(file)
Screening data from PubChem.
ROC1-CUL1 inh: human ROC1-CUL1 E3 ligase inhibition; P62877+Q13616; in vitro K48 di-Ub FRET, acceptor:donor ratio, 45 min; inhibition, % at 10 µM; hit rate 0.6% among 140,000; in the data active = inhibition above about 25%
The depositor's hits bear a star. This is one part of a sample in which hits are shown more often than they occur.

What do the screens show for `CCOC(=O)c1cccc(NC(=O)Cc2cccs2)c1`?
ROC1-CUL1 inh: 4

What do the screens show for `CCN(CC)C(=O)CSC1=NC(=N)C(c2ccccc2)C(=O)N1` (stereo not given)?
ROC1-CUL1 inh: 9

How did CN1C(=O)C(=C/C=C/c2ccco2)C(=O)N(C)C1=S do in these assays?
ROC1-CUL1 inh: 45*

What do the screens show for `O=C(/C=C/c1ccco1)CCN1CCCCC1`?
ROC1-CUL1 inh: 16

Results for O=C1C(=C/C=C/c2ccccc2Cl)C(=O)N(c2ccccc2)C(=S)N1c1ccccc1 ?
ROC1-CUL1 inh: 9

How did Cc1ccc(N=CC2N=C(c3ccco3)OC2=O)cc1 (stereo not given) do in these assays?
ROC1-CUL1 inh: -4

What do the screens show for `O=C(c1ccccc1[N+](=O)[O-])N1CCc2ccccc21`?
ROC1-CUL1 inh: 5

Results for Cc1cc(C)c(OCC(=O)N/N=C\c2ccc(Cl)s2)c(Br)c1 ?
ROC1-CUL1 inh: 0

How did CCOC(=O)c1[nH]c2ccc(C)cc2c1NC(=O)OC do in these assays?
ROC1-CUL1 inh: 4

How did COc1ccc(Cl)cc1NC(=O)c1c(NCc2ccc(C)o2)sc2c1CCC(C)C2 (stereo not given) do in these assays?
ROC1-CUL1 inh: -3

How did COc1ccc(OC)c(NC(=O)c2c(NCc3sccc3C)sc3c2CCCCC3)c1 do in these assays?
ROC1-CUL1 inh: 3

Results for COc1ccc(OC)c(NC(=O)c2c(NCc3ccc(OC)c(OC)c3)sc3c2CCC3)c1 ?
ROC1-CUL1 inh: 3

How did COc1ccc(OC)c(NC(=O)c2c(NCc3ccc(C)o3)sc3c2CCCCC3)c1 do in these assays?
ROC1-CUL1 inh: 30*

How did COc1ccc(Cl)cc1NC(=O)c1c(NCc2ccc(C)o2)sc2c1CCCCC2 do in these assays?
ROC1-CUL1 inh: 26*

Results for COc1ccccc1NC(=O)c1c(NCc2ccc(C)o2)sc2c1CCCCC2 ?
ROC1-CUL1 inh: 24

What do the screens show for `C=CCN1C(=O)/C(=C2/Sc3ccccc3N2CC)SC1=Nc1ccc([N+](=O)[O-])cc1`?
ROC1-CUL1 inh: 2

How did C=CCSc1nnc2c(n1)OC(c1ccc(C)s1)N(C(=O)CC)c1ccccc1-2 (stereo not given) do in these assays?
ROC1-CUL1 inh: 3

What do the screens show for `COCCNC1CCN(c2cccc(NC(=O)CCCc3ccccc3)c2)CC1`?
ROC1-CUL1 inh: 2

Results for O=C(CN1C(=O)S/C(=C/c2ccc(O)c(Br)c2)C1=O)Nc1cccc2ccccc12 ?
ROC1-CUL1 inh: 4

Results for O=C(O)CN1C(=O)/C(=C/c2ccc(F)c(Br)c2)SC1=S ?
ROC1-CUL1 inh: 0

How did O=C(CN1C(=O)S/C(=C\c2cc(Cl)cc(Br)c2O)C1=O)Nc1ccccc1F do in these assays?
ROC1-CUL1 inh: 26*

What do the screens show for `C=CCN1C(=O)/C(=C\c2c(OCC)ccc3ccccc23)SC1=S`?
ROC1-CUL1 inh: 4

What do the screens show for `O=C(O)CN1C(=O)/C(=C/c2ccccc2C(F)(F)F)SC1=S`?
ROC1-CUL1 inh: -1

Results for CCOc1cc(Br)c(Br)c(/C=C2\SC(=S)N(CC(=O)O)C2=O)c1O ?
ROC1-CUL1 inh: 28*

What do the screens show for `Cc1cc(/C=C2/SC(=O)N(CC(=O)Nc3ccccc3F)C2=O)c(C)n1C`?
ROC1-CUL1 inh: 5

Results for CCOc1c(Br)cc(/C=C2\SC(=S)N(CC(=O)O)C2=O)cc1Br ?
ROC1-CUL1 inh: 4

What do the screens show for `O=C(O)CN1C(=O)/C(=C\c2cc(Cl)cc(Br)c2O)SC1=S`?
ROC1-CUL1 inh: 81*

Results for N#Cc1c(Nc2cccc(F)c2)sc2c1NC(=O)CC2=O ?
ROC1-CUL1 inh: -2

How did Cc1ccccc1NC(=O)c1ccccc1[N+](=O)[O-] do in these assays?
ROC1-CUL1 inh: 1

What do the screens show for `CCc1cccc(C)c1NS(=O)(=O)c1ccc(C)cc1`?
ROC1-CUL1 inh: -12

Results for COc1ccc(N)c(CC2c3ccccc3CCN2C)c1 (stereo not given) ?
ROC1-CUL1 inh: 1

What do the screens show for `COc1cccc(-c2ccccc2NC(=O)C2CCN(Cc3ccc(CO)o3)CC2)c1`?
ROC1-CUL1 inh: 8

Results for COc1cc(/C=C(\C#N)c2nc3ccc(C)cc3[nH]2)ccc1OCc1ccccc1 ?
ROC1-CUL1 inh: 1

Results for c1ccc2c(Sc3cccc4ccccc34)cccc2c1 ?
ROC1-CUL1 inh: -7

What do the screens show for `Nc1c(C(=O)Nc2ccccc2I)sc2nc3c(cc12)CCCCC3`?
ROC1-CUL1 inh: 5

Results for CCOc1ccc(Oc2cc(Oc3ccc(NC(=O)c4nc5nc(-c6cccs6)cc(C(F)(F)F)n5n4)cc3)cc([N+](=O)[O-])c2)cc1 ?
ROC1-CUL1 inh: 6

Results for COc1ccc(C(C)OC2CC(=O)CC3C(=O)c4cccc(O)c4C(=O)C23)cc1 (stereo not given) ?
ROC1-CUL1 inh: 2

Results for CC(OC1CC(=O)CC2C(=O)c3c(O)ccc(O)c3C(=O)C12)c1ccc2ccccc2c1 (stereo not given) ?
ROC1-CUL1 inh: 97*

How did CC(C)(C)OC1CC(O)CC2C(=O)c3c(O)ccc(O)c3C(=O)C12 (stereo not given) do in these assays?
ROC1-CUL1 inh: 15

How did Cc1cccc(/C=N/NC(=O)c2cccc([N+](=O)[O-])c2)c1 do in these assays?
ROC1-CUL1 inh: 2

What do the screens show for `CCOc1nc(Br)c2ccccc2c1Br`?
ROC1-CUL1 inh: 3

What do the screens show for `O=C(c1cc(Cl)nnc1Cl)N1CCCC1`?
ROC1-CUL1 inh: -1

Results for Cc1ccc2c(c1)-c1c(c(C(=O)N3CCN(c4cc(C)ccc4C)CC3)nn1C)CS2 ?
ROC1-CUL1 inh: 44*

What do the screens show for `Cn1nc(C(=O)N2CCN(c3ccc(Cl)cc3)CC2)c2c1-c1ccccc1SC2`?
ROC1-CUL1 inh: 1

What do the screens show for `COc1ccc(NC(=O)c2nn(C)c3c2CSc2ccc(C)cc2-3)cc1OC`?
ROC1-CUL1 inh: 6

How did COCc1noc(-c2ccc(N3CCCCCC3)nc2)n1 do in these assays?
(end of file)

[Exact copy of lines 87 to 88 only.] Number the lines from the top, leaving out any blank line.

ROC1-CUL1 inh: -1

Results for Cc1ccc2c(c1)-c1c(c(C(=O)N3CCN(c4cc(C)ccc4C)CC3)nn1C)CS2 ?